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The Labrador wolf is a subspecies of the gray wolf. Its primary habitat is located in Canada, and it resides primarily in the regions of northern Quebec and the province of Newfoundland and Labrador. This subspecies of wolf is otherwise known as Canis lupus labradorius. It was first discovered in the late 1930s by noted biologist and zoologist Edward Alphonso Goldman. The medium-sized wolf is considered to be an endangered species.
Due to the fact that Labrador wolves live in very harsh and rugged terrain, and also because of their reticent natures, they have been one of the more difficult subspecies of wolf to observe and study. They are mid-sized wolves, and the weight of an average adult ranges anywhere from 60 to 70 pounds (about 27 to 32 kg). Labrador wolves carry many of the characteristic traits of the gray wolf. For instance, they have long, bushy tails, upright pointed ears, and a gray coloring to their fur, although the Labrador wolf’s coat is often white or a very light gray rather than a dark, mottled gray.
Like all wolves, the Labrador wolf is a pack animal, meaning that it lives and hunts with a group of other wolves. Wolves are carnivores, and the Labrador wolf preys on other animals commonly found in the region where it lives. For instance, it is known to hunt moose, white-tailed deer, caribou, and beavers. During certain times of year when prey is scarce, the Labrador wolf has even been known to eat fish and rodents.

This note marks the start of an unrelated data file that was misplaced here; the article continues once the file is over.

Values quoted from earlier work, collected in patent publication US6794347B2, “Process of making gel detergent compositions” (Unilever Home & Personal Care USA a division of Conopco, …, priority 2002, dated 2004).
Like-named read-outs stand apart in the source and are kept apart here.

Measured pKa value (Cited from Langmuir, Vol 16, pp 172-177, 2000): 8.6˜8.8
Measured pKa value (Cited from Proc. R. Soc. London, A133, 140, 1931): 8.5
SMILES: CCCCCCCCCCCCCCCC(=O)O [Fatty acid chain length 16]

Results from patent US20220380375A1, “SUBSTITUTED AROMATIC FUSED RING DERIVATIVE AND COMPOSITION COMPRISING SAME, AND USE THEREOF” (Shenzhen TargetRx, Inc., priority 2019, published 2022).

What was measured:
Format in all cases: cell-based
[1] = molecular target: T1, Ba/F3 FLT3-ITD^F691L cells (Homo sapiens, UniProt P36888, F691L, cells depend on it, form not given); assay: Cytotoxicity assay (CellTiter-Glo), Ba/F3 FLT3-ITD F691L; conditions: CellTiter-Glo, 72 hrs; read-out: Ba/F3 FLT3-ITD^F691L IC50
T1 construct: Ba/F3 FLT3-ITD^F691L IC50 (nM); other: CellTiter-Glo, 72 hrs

Well adapted to its severe environment, the Labrador wolf's thick inner layer of fur keeps it warm even on the coldest days. The tough outer layer repels water, ice, and snow. The large, powerful paws have bristly hairs underneath, allowing the wolves to skillfully maneuver through rocky, uneven terrain while keeping their traction even with heavy ice and snow.
Wolves are of the genus Canis and are close cousins to the dogs that many people keep as pets. Although they might look like dogs, wolves are not domesticated animals and certainly do not make good pets. Like all wolves, the Labrador wolf is believed to have evolved from a type of prehistoric dog called a miacid. The miacids are thought by many to have originated in Asia or possibly South America, and their descendents migrated and found their way to areas north.
There are close to 50 subspecies of wolves known throughout the world. Several species of wolves are considered extinct or in danger of extinction. The extinction or endangerment of wolves is due to several reasons, including environmental factors, hunting, and habitat destruction. The Labrador wolf is on the endangered species list and is considered to be at risk for extinction.